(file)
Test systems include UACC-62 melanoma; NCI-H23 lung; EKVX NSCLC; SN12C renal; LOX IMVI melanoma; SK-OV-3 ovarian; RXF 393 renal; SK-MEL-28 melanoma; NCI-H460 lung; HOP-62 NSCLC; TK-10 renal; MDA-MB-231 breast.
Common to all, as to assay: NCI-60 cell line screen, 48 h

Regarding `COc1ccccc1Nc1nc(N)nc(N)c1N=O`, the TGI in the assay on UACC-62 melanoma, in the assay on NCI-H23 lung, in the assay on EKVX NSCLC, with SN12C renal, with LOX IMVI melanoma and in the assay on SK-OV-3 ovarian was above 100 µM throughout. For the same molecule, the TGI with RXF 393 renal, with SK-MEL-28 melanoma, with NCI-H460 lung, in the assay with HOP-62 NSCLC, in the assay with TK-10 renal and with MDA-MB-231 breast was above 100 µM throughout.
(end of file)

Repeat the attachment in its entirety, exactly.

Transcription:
Test systems include UACC-62 melanoma; NCI-H23 lung; EKVX NSCLC; SN12C renal; LOX IMVI melanoma; SK-OV-3 ovarian; RXF 393 renal; SK-MEL-28 melanoma; NCI-H460 lung; HOP-62 NSCLC; TK-10 renal; MDA-MB-231 breast.
Common to all, as to assay: NCI-60 cell line screen, 48 h

Regarding `COc1ccccc1Nc1nc(N)nc(N)c1N=O`, the TGI in the assay on UACC-62 melanoma, in the assay on NCI-H23 lung, in the assay on EKVX NSCLC, with SN12C renal, with LOX IMVI melanoma and in the assay on SK-OV-3 ovarian was above 100 µM throughout. For the same molecule, the TGI with RXF 393 renal, with SK-MEL-28 melanoma, with NCI-H460 lung, in the assay with HOP-62 NSCLC, in the assay with TK-10 renal and with MDA-MB-231 breast was above 100 µM throughout.